Dr. Tabas received his medical degree and his doctorate in biochemistry from Washington University in St. Louis, Missouri. He then completed an internship and residency in internal medicine and a fellowship in endocrinology and metabolism at Columbia University Medical Center in New York City. During that period, Dr. Tabas also conducted a postdoctoral fellowship in the laboratory of Dr. Alan Tall in the Department of Medicine at Columbia University. He joined the Columbia faculty in 1985 and is currently the Richard J. Stock Professor and Vice-Chair of Research in the Department of Medicine and Professor of Pathology and Cell Biology (in Physiology and Cellular Biophysics).
Dr. Tabas' honor include the American Heart Association Established Investigator Award, the Columbia University Doctor Harold and Golden Lamport Research Award, the American Heart Association/ATVB Council Special Recognition Award, the Richard J. Stock Professorship in the Department of Medicine of Columbia University, and the 2011 Alumni Achievement Award from Washington University School of Medicine. He was elected to both the Society for Clinical Investigation and the Association of American Physicians.
Areas of Expertise / Conditions Treated
- Molecular Medicine
- Professor of Pathology & Cell Biology at CUMC
- Richard J. Stock Professor of Medicine (Immunology)
- Vice-Chair of Research, Department of Medicine
- NewYork-Presbyterian / Columbia University Irving Medical Center
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Credentials & Experience
Education & Training
- Washington University School of Medicine, St. Louis, MO
- Internship: Columbia Presbyterian Medical Center, NY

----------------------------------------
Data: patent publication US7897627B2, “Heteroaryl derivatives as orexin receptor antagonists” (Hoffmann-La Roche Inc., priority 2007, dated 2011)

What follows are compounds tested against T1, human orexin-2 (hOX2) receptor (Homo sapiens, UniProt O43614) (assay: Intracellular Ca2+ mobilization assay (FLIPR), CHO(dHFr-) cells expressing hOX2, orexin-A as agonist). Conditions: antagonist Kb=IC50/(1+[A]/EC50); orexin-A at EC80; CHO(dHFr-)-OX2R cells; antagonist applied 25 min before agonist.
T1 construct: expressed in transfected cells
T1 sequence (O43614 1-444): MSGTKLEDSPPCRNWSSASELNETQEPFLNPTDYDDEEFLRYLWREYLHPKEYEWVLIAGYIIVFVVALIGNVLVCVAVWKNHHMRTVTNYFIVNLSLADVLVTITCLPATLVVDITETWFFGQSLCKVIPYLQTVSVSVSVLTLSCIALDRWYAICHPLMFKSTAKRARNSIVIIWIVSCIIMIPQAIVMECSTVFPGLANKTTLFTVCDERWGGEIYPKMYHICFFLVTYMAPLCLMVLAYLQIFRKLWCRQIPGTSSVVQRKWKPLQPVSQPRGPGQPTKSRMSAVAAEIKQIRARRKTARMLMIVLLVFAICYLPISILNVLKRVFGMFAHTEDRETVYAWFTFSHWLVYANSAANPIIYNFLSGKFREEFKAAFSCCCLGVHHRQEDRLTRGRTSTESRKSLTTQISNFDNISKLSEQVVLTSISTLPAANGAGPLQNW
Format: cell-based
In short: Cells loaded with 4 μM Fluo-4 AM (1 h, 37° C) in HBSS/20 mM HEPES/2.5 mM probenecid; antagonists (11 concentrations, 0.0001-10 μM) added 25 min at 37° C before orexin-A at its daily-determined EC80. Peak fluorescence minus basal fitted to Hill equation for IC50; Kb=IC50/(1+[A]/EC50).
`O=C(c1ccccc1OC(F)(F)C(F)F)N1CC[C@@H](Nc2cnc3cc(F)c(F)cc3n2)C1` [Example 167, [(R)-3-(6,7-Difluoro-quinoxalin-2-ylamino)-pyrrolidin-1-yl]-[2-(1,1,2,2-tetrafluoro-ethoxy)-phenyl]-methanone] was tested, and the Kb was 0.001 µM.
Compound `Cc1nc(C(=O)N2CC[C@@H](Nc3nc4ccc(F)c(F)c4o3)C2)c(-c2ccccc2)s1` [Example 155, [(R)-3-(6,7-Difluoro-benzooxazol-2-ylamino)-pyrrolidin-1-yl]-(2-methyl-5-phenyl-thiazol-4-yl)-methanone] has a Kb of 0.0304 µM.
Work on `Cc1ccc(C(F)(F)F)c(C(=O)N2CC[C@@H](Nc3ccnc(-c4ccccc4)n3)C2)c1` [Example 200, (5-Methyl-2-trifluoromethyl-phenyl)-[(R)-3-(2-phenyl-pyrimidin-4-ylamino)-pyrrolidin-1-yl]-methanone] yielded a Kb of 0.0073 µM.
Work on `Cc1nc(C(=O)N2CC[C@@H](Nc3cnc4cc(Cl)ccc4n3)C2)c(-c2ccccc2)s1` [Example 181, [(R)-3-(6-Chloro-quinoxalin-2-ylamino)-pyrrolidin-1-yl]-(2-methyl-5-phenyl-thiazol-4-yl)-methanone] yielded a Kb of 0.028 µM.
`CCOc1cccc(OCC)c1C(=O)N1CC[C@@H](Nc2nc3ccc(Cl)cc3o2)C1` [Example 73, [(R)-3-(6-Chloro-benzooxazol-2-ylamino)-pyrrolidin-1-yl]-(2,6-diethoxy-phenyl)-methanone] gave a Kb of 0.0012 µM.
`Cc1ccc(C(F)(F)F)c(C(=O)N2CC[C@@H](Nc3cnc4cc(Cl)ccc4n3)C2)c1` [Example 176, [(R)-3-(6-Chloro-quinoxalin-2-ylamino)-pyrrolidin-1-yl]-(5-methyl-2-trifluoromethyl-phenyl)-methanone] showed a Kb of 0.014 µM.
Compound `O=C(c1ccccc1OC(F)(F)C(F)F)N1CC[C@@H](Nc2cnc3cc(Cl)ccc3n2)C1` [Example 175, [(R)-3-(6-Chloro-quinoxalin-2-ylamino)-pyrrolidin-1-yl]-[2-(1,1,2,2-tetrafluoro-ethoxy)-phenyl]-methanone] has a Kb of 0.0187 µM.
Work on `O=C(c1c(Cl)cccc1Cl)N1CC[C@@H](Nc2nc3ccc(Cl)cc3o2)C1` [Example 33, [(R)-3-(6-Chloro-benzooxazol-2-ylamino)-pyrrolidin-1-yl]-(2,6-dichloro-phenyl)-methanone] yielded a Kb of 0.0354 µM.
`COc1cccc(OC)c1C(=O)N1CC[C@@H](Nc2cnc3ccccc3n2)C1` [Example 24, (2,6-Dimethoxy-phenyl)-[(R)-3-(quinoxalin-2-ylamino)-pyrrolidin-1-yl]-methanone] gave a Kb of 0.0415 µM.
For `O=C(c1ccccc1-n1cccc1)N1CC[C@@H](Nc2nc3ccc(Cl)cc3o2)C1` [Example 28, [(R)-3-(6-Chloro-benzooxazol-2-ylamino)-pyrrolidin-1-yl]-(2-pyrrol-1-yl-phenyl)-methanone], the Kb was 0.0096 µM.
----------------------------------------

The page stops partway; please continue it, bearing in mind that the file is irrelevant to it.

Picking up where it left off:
- Residency: Columbia Presbyterian Medical Center, NY
- Fellowship: Columbia Presbyterian Medical Center, NY
- Internal Medicine
Dr. Tabas' research focuses on the molecular-cellular mechanisms of atherosclerosis, with an emphasis on macrophage cell biology, endoplasmic reticulum-induced cell death (apoptosis), mechanisms involved in the generation of clinically dangerous atherosclerotic plaques, translational work in mouse models of atherosclerosis, and mechanistic-based correlative studies on human disease tissue. His recent activities have expanded into mechanisms of atherosclerosis in diabetes and obesity, including new studies on liver and adipose tissue. He has lectured worldwide and published approximately 175 original research articles and reviews. These papers have been published in Cell, Nature, Nature Cell Biology, Nature Reviews Immunology, Cell Metabolism, Journal of Clinical Investigation, Proceedings of the National Academy of Science USA, Journal of Cell Biology, and Journal of Biological Chemistry. He has served on the editorial board of the Journal of Biological Chemistry, was Deputy Editor of the Journal of Clinical Investigation from 2002-2007, and is currently on the Board of Reviewing Editors for Science.
- Cellular and molecular processes related to arterial wall biology and atherogenesis